Today I was given the enormous honor of speaking at the Women’s March in Topeka. I’m blown away by the speakers, all of whom opened our eyes and gave us new insights and courage. Thank you, Women’s March of Topeka organizers, and thank you to fellow speakers Elise Higgins, Fatima Mohammadi , Stephanie Mott, Dr. Glenda Overstreet Vaughn, Dr. Dot Nary , Ana Maldonado, Paulette Blanchard, Representative Barbara Ballard , Heather Ousley, Alise Martiny , Reverend Sarah C. Oglesby-Dunegan, and the spectacular emcee Dr. Beryl New.
I dedicated my reading today one of our local heroes, Dr. Josie Norris, who has helped thousands (tens of thousands perhaps) women do right by their bodies and babies by founding the Topeka Birth and Women’s Center (where our three kids were born). Here is the poem I wrote for today:
This is for your grandmothers and mine,
one who left a Midwestern home where she was abused
to work in a Brooklyn button factory and make a new life,
the other who boarded a ship at nine years old,
not knowing from English or America,
to escape the pogroms that killed her mother.
This is for your mothers and mine, who joined with
other suburban moms to fill buses with their children
so we could march against the Vietnam War,
and who taught me that be a woman meant to be a feminist.
This is your aunts and mine who gave up a singing career
for marriage because she had to choose, and this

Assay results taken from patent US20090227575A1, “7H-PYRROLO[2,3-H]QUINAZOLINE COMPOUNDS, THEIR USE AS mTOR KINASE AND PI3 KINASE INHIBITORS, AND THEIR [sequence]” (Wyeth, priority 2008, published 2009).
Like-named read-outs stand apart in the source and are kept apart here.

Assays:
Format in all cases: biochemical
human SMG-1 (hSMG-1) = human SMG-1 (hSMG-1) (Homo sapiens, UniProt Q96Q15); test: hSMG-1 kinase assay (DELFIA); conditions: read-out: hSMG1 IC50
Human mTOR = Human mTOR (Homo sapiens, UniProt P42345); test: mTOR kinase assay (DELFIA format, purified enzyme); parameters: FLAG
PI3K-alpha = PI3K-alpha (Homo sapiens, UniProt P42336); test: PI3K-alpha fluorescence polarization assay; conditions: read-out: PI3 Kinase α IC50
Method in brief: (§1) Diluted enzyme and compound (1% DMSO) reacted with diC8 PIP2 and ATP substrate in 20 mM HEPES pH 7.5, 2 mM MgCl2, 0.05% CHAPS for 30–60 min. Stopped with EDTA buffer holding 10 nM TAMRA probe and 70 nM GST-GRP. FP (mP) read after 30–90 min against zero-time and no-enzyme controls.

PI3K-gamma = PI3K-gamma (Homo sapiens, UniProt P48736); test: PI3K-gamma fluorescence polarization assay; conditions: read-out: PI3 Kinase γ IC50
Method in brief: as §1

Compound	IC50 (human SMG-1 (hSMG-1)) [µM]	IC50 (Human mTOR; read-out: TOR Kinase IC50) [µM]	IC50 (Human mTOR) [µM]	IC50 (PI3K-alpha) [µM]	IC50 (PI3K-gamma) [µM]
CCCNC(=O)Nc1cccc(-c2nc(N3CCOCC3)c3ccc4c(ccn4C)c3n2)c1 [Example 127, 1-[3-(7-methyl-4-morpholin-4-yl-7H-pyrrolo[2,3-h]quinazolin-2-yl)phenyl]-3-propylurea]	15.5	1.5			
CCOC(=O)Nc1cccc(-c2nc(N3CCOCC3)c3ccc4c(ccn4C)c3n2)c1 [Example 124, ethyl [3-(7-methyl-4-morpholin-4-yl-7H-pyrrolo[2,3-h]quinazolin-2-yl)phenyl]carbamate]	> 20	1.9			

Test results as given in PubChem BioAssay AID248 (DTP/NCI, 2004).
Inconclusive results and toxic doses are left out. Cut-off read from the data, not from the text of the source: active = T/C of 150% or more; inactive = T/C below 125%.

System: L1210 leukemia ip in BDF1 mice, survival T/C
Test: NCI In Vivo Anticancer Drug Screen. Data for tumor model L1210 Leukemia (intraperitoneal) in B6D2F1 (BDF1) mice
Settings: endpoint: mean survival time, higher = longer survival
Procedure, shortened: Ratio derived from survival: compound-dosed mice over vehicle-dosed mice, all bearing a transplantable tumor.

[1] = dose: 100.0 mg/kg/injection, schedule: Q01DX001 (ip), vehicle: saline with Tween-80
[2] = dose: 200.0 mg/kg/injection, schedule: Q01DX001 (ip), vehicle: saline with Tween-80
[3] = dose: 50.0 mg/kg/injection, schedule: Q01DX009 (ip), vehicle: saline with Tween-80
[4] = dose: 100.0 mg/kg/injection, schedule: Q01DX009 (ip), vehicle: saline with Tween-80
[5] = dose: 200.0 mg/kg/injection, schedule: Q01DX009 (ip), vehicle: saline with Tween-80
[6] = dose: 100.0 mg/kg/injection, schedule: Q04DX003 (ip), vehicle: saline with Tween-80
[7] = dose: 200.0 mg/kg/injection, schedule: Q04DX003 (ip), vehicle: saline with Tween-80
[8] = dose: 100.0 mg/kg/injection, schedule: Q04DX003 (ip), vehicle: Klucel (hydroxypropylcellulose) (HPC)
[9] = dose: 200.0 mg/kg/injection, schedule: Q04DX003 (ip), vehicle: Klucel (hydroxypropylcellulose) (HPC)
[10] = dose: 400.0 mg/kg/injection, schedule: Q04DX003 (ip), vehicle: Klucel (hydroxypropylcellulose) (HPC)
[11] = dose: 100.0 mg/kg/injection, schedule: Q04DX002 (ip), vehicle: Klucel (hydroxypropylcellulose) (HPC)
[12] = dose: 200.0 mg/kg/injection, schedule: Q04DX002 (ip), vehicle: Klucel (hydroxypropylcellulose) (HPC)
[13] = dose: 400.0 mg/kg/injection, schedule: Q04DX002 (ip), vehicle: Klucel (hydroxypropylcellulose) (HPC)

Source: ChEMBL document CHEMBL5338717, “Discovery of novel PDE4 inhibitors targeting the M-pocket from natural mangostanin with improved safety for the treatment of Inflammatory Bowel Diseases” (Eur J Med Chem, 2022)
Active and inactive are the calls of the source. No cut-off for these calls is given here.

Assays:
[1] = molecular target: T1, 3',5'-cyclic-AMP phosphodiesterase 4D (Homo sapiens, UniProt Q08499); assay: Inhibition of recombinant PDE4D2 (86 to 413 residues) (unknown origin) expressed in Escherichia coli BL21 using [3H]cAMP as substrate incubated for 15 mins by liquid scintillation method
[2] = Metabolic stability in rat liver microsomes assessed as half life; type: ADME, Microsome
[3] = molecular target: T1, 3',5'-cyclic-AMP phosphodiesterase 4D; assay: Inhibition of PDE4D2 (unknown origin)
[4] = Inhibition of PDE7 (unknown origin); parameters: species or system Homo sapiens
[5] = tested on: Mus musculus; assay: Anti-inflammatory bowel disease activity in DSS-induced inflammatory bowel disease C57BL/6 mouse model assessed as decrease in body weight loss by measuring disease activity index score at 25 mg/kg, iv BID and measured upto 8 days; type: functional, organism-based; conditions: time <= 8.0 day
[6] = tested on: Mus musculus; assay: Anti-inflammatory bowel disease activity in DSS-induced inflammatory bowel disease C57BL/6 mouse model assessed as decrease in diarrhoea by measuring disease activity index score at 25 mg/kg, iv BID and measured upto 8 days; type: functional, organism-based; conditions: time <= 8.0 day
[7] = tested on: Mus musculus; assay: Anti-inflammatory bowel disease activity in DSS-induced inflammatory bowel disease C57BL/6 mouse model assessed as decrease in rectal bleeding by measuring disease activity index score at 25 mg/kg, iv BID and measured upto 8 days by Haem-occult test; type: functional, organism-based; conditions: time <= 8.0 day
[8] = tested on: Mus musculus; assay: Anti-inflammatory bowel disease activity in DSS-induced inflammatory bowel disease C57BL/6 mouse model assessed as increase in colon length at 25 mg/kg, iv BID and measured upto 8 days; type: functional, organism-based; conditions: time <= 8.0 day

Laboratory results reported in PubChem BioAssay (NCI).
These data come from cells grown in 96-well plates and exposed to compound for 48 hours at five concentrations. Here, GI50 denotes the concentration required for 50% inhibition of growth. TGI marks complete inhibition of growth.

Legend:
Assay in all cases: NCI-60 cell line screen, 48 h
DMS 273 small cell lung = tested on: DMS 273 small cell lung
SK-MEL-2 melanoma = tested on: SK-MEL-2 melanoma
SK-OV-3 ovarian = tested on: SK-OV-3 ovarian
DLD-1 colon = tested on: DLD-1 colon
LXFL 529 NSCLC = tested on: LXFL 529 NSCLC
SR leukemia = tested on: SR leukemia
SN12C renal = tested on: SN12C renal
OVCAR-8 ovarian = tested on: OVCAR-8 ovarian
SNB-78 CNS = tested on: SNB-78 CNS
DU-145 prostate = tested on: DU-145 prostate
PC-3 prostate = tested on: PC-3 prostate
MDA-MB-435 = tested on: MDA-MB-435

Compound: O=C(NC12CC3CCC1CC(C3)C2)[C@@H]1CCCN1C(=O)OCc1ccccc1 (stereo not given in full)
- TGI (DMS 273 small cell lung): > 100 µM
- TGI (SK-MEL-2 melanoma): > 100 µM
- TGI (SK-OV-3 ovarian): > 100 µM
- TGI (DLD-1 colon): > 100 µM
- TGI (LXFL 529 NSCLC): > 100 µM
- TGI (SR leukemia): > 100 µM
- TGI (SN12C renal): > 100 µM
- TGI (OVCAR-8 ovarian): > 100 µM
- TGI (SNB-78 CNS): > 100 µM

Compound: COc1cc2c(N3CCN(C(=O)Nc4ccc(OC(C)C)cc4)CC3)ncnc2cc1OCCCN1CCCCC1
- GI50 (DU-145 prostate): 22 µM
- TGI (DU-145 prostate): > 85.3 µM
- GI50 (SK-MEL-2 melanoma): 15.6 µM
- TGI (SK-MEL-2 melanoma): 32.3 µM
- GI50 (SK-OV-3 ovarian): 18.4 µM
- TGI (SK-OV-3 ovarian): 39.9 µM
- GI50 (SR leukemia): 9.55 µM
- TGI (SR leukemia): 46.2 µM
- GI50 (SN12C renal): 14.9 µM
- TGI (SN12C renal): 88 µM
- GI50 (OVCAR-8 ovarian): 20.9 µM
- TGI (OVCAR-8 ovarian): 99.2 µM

is for your daughters and mine, who never had to think twice
about belting out her songs on the streets and in the clubs.
This is for your nieces and mine, who were abandoned
at railway stations in India but made it through the needle’s eye
to an adoptive family in Missouri where they found
love, education, and a future. This is for your sons and mine
who grew up washing dishes and laundry, and learning to use
their privilege to hold open the door of justice and opportunity
for those previously locked out. This is for the men we love—
your husbands, friends, allies, coworkers and nephews, and mine—
who stepped back to make room for us to step forward,
who have asked instead of answering, who are here today
in body or spirit, ready and already breaking open their hearts
alongside and because of us. This is for your sisters
of origin, of choosing, of fate and mine, all of our beloveds
who keep turning the trauma of sexual abuse,
the micro and macro violations of catcalls in the street
or silencing in the office, and the fear storms that come
from not having enough safety, food, shelter, healthcare
and access into a greater capacity to march or roll,
to speak solo and in chorus, to love who we are called to love
with our widest and deepest dedication to this life,
the generations before and ahead. This is for us:
this moment of knowing how alive we are,
and how this life is rising in us and raising us up
together from this moment on.
I also read “I Will Not Be Afraid of Women,” which you can find right here. Please also consider signing up for my blog (see link on the right) and my email list (I promise not to give the list to anyone and not to send out more than one email a month) by clicking here. You can see all the powerful speakers and musicians (yay, Skirts!) from today at this link (I’m at 1 hour, 33 minutes or so).
2 thoughts on “"Dedications" and the Women's March in Topeka (and Everywhere!): Everyday Magic, Day 889”
Thank you Caryn – it was a grand day in Topeka!
Thank you, Caryn, for taking the initiative to go to Topeka to march for women’s rights this past week. I was eager to go from our home in McPherson, but my husband was worried I’ve have problems finding the location. Our daughter, however, marched in Denver. We are so proud of her.
The cause for which you walked this week was historic, and I am proud of you and all other women in our state who took the time to march. We have but one lifetime and one country, and we need to stand up for justice.